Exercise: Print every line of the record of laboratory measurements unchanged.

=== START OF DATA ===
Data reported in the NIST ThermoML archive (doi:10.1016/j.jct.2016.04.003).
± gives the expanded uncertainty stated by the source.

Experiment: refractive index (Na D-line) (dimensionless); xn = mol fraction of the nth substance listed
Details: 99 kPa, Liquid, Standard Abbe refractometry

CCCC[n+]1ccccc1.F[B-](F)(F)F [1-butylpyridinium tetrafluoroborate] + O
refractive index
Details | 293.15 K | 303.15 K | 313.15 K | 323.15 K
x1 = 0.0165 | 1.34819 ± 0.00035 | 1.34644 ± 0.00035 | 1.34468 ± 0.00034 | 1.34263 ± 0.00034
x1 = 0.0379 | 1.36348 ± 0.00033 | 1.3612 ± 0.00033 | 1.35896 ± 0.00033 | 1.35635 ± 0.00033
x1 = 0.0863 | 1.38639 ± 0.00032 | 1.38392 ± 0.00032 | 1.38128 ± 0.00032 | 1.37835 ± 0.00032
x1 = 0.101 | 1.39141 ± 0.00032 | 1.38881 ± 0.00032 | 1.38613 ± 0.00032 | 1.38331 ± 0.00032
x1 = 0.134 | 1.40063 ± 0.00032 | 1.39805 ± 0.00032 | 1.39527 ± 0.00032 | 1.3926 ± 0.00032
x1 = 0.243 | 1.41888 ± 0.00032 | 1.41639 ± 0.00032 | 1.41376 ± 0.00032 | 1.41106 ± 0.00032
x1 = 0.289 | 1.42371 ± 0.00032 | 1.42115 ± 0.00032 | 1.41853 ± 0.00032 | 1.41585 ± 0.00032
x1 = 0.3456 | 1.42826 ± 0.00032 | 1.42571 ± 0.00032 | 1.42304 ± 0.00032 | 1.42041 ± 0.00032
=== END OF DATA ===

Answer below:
Data reported in the NIST ThermoML archive (doi:10.1016/j.jct.2016.04.003).
± gives the expanded uncertainty stated by the source.

Experiment: refractive index (Na D-line) (dimensionless); xn = mol fraction of the nth substance listed
Details: 99 kPa, Liquid, Standard Abbe refractometry

CCCC[n+]1ccccc1.F[B-](F)(F)F [1-butylpyridinium tetrafluoroborate] + O
refractive index
Details | 293.15 K | 303.15 K | 313.15 K | 323.15 K
x1 = 0.0165 | 1.34819 ± 0.00035 | 1.34644 ± 0.00035 | 1.34468 ± 0.00034 | 1.34263 ± 0.00034
x1 = 0.0379 | 1.36348 ± 0.00033 | 1.3612 ± 0.00033 | 1.35896 ± 0.00033 | 1.35635 ± 0.00033
x1 = 0.0863 | 1.38639 ± 0.00032 | 1.38392 ± 0.00032 | 1.38128 ± 0.00032 | 1.37835 ± 0.00032
x1 = 0.101 | 1.39141 ± 0.00032 | 1.38881 ± 0.00032 | 1.38613 ± 0.00032 | 1.38331 ± 0.00032
x1 = 0.134 | 1.40063 ± 0.00032 | 1.39805 ± 0.00032 | 1.39527 ± 0.00032 | 1.3926 ± 0.00032
x1 = 0.243 | 1.41888 ± 0.00032 | 1.41639 ± 0.00032 | 1.41376 ± 0.00032 | 1.41106 ± 0.00032
x1 = 0.289 | 1.42371 ± 0.00032 | 1.42115 ± 0.00032 | 1.41853 ± 0.00032 | 1.41585 ± 0.00032
x1 = 0.3456 | 1.42826 ± 0.00032 | 1.42571 ± 0.00032 | 1.42304 ± 0.00032 | 1.42041 ± 0.00032